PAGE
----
How to Use Reverbs Part 3 of 3: Plates and Chambers

Hey, what’s up guys? Welcome to another video here at MixNotes.

This is our final video in our three part series on reverbs. We’re going to go over plates and chambers, and I’ve got four plug-ins here on some drums that were played by a real person in a real room with real microphones.

I’ve got two plates and two chambers from stock plugins in Pro Tools to more boutiqe-y third party plug-ins.

Alright, let’s get into it. Here is what our drum tracks sound like. There are some room mics and some roomy sounds on it already.

[drums]

So kind of like a rock drum sound.

As far as the tracks that are being sent to this effects send over here with the reverbs on it, the snare — this main snare track, our overheads have a little bit. About minus ten or so, and our room mics have — are going over there as well.

So just one more time, here’s what the drums sound like dry.

[drums, dry]

Okay, so what is a plate and what is a chamber?

When I think of plates and chambers, plates specifically, I think of the distance from the back wall to your sound source. So, it’s going to give you depth, essentially.

Chambers to my ears give you this — that same back wall relationship, as well as a little bit of height, to me. That’s kind of how I think about them.

So it’s better for me to just show you this stuff than to talk your head off about it. So this first plug-in here is D-verb. Just a regular, stock Pro Tools plug-in. It’s on their plate dark preset here.

So let’s play the dry drums and then I’ll unbypass this, we’ll go back and forth, and try to envision that back wall and that distance changing. You’ll definitely feel it with these, they’re pretty obvious. So here we go.

[drums, with and without reverb]

There you go, D-Verb. Don’t underestimate these stock plug-ins. They sound great. I love D-verb. It’s easy to setup, it sounds good, you don’t have to mess with it a whole lot. Just put it on and go.

So that’s our stock Pro Tools plug-in. Now let’s go over to R-Verb, which we’ve seen in the other videos. This is a chamber. You’re going to hear a lot of top end-y stuff. Bring it around in the cymbals. Specifically, probably a hi-hat I’m thinking. So here we go, let’s listen to it.

Bypass, and we’ll turn it on and off.

[drums, with and without R-Verb]

A little taller, a little wider, a little farther back. You can kind of hear the difference. So let’s go.

Here’s our R-Verb plate, and then I’ll kick on — or, here’s our D-Verb plate, and then I’ll kick on the chamber and you can kind of feel the difference spatially. Here we go.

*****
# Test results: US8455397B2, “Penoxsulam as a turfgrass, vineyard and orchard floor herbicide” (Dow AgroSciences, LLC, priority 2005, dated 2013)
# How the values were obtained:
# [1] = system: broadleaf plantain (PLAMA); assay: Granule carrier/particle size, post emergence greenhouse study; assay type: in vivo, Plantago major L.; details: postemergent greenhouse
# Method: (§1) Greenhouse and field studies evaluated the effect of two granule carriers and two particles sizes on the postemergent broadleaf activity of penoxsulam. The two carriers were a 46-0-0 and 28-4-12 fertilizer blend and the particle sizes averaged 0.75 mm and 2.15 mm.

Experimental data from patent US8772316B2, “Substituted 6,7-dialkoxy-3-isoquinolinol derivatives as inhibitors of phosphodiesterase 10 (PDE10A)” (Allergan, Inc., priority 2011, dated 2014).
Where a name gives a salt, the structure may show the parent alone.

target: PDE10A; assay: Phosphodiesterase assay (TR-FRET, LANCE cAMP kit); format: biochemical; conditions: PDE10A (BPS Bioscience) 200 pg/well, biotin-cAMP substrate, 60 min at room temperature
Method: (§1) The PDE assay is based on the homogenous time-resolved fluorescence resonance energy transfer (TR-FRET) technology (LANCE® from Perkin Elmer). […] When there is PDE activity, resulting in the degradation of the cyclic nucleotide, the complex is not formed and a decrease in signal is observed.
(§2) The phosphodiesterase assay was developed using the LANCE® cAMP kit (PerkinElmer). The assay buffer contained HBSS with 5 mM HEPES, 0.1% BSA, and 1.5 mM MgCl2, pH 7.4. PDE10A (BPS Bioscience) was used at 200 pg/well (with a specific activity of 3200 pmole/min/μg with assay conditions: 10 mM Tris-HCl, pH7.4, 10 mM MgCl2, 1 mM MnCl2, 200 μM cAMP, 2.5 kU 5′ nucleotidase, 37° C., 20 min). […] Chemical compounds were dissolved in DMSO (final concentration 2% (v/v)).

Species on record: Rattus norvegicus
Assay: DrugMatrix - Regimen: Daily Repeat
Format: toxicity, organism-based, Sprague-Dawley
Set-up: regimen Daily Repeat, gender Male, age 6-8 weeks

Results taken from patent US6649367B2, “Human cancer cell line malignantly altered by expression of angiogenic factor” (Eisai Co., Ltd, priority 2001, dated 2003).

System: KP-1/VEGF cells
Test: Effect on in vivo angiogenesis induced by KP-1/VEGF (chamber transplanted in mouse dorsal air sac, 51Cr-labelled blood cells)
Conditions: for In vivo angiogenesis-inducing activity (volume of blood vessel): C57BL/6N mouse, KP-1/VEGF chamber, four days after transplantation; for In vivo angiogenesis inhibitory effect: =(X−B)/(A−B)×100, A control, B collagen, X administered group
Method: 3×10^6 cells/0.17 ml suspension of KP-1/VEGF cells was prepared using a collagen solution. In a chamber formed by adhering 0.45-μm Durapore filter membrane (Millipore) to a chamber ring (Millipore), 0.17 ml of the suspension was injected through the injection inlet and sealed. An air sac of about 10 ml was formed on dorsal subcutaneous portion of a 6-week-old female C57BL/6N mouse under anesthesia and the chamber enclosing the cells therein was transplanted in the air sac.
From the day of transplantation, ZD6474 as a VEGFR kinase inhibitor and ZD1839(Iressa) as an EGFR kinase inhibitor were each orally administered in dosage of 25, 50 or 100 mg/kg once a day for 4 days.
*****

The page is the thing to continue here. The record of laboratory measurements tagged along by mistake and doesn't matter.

[drums, alternating reverbs]

Get a little more height. Plates and chambers is kind of a personal preference thing. I’m more of a plate guy. I don’t know, I just never really use chambers. Chambers seem a little exaggerated to me, but that’s just my opinion.

Here is our Lexicon plate. It’s — this is their vintage plate PCM plug-in in the PCM bundle you can get, and it’s on big drums preset. So turn this off and do the normal routine here.

[drums, with and without Lexicon plate]

Really wide, really deep. This is sort of my go-to plate plug-in lately. I always kind of go through different stuff, but this last one is a chamber from McDSP. Their Revolver. Basic reverb plug-in.

And let’s check it out. Here we go.

[drums, with and without Revolver]

Very chamber-y. Very exaggerated. Maybe if we pull this volume down like, 3dB or so it will fit in a little better.

[drums with Revolver]

Yeah, that feels a little better.

[drums, with and without Revolver]

Bypassed.

Here is like, a chorus section.

[drums with Revolver]

So anyways. Those are plates and chambers. This is just a real quick kind of fundamental theoretical approach to reverbs. You know, the key is to sort of use rooms, plates, and halls to create your space. Sort of a combination of all three. Rooms are going to create that distance from your face to the instrument with those early reflections. Kind of just set things back a little bit.

Plates and chambers are going to give you that distance off the back wall from the instrument, and then the halls are going to give you primarily height. The key is to use all three of those in combination to create your space.

Now, would you use all three of them on one track? Probably not. You sort of pick and choose, and all of these things are like different paint brushes. Depending on the type of music you make and what you’re into, experiment with these things and figure out how you want to use them.

Do you want to use EQs on them? Do you want to use a stereo imager on them and make them wide or more narrow? Do you want to use mono reverbs or mono delays or whatever?

So you can experiment and kind of find your groove with them all. There are no real set in stone rules, so just keep that in mind, but it is important to understand sort of the basic principals of these things.

So anyways, I hope you learned something from all of this. Go check out the website. We’re doing like, 30% off the premium tutorials this month. All April. So if there’s something you’ve been wanting to get a little cheap, maybe you go find it, maybe you get it, whatever.

Other than that, go like us on Facebook, do all the social networking stuff, Twitter, the links are down in the description, and we’ll see you in the next video.

Mixnotes

Mixnotes

Mixnotes is a YouTube channel with tutorials on mixing, recording, business, plugins and more. We've partnered with them to feature some of their videos on The Pro Audio Files.
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